There used to be an old debate I’d have with some staff of mine, “who was more important, the person you are serving in front of you, or the person calling on the phone.” Some staff would always argue that it was more important to serve the person in front of you since the person calling would eventually call back and it was rude to put them on hold. My explanation to these sometimes future “former” employees was the person calling should always take priority. The person on the phone does not know you are busy, whereas the person in front of you is more likely to understand your situation and will be more patient about waiting to be served. It also may give them a few minutes to look around your proshop and buy something!
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I’m still surprised that one of the most basic and possibly the single most important service standard, answering the phone, is not a higher priority at more clubs I visit. The phone is the number one contact point with most of your members, clients, and any new prospective business to your facility. Have a listen right now to see how many rings it takes before they pick up the phone in your pro shop. When I conduct a retail management audit, this is one of the main items to be reviewed.
Understandably, there are a few reasons why a phone doesn’t get answered within 3-4 rings; understaffed, lack of staff training, an IT system that can’t handle the phone call load, bad lines, staff that don’t care etc. All of these reasons are under your control. A great ‘service’ facility will always answer the phone within a maximum 3-4 rings. Every staff member at these facilities fully understands the importance of every individual call to their establishment.
Why is answering the phone such a priority?
You just never know who is calling. It could be someone looking to join your club, asking directions, an emergency, or maybe wanting to book a $20k wedding. The person you’re serving at your counter is already at your facility and is most likely already sold on your product.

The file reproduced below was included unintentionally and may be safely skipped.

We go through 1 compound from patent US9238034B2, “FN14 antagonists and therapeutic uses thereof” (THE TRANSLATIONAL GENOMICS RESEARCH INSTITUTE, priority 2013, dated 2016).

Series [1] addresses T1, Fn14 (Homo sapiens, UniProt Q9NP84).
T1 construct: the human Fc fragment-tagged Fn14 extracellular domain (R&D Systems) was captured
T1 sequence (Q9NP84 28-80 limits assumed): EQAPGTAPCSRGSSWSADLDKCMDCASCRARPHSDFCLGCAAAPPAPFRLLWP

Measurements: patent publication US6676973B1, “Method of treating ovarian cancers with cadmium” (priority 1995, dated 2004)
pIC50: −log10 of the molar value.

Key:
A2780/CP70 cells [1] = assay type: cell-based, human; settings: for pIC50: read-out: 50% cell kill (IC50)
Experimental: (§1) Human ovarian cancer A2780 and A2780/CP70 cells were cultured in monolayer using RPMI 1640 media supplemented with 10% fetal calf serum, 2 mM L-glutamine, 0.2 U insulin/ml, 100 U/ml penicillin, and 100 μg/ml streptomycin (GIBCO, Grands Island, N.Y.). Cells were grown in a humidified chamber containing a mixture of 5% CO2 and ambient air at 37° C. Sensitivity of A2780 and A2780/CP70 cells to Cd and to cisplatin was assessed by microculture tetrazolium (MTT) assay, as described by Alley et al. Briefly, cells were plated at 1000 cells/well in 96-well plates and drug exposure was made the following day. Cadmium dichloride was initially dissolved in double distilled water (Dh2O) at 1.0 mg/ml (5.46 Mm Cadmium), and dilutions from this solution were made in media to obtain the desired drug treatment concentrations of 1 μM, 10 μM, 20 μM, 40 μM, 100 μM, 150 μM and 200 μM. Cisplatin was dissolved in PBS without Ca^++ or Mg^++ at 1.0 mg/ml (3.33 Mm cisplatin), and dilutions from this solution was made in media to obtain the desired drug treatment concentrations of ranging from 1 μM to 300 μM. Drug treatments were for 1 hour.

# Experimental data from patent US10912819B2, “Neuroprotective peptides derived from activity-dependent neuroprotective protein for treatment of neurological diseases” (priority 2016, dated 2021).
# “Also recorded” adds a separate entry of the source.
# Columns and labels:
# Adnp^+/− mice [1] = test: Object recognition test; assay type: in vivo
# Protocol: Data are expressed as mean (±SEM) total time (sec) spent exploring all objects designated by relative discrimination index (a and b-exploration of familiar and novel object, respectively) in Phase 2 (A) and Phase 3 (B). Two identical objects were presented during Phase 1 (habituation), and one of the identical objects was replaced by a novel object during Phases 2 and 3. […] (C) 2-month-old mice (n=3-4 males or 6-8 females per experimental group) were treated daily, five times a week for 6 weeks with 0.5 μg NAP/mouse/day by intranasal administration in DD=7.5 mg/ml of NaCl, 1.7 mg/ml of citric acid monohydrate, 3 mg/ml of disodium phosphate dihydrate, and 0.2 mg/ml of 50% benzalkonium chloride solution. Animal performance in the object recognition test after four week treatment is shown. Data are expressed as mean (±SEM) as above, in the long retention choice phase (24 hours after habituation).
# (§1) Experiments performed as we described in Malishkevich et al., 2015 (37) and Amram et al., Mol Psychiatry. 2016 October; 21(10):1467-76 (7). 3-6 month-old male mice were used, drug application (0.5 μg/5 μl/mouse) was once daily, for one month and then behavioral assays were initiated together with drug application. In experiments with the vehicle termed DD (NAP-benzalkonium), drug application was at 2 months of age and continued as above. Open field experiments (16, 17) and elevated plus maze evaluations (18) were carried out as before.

Do you have phone standards in place for your staff and are they being held accountable for adhering to them? How many rings do you allow before answering? What script do they use when speaking? i.e. Good Morning… This is xyz golf course…
While we’re discussing phone standards – when was the last time you did a full audit of your phone lines and usage?
Check with your telephone service provider about getting a report of all phone calls received, missed, and dropped. It sometimes will be included in the big phone bill you receive each month. It’s not the most fun document to read, but there can be a lot of money to be saved each month. I had one facility that didn’t realise they were still paying for line rental on two lines they hadn’t used for almost two years. This added up to several hundreds of dollars. This review will also identify any improper calls by staff to friends or overseas.
Contacting a club via their website has been steadily gaining in importance over the past few years as more people do their inquiries online instead of by the phone. Do you have any set standards for how this is handled?
I recently sent an email inquiry to an Australian club to try and find out about their change in General Managers for an upcoming announcement for our website news. I used the contact form located on their website and the message went through no problem – until I started receiving “email has not been delivered” and “I will be notified when it arrives”. This message was sent to me nine times over a week before it finally expired, without my email ever being received! I wonder how many new member queries received the same fate! So the big lesson here is to check your email addresses and contact forms every so often to make sure they work or risk losing future business. I retried again and triple checked the email address was correct.
The best way to improve service throughout your entire facility
To start – be rigorous in your hiring process and find some great ‘personalities’. There are heaps of people from the hospitality industry who would love to work in golf. You can teach “skills” but you cant teach “outgoing”, “helpful” or “personable”. Keep raising the bar and make sure your best performing staff member trains the new staff members.
Then train them with the following:
Triple AAA service – start training your staff members on the following three key areas and you will see a dramatic improvement across the entire facility.
Acknowledge every guest that comes within 3-metres with a greeting:
How may I help you? Hello, how are you? How was your round?
Awareness of what is happening around your work area and facility.
Anticipate the needs of your guests before they request help.
Now you’re finished reading this story – go answer the DAMN phone! 😉
Or contact me for any service training or marketing assistance you may need.